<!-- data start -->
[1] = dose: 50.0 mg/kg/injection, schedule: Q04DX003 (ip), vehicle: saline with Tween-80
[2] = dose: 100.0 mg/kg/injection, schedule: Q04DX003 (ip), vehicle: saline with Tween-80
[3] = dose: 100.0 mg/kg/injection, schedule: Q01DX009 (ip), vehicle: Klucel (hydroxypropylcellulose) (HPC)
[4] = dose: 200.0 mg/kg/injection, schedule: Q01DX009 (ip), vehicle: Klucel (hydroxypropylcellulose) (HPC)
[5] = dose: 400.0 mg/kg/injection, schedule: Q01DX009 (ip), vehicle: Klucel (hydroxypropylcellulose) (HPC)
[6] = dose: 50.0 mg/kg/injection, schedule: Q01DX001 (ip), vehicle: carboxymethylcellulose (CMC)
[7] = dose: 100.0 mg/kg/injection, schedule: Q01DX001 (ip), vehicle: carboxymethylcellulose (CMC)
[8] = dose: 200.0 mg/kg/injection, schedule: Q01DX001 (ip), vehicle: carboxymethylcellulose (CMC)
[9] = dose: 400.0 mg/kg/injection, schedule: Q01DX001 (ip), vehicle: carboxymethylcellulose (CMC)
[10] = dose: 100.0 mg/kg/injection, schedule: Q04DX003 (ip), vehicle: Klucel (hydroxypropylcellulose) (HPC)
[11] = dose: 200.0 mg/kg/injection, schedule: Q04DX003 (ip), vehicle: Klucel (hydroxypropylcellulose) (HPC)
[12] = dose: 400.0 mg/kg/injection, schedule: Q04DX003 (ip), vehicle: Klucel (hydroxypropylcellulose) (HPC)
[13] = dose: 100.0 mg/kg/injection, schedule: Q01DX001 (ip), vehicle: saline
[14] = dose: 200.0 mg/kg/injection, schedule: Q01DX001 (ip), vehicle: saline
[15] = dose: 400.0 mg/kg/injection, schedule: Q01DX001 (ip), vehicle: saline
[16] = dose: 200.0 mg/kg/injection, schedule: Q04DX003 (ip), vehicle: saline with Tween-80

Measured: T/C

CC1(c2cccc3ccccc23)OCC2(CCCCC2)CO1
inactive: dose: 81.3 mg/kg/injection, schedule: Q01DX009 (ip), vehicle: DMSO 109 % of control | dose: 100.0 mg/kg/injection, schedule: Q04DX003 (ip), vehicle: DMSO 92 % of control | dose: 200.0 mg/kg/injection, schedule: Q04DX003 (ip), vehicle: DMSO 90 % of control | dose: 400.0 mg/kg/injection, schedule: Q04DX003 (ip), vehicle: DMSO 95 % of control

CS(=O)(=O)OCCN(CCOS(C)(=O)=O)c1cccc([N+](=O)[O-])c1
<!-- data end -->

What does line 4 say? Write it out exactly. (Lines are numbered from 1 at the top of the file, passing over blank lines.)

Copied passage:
[4] = dose: 200.0 mg/kg/injection, schedule: Q01DX009 (ip), vehicle: Klucel (hydroxypropylcellulose) (HPC)